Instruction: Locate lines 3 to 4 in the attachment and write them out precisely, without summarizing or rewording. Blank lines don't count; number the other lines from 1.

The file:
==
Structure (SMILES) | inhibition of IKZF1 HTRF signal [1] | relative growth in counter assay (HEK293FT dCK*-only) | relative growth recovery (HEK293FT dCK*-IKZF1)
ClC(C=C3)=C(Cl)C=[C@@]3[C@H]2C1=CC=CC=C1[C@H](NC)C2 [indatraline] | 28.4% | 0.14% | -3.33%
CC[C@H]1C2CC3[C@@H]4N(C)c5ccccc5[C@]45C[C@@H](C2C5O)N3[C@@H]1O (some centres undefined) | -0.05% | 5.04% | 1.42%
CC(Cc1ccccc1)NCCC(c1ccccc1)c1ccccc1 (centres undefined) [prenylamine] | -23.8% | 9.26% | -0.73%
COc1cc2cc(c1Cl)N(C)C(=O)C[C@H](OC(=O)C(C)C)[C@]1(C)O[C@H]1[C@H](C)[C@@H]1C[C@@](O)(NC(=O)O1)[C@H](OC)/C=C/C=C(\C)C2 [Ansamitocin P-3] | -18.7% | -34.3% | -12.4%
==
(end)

CC[C@H]1C2CC3[C@@H]4N(C)c5ccccc5[C@]45C[C@@H](C2C5O)N3[C@@H]1O (some centres undefined) | -0.05% | 5.04% | 1.42%
CC(Cc1ccccc1)NCCC(c1ccccc1)c1ccccc1 (centres undefined) [prenylamine] | -23.8% | 9.26% | -0.73%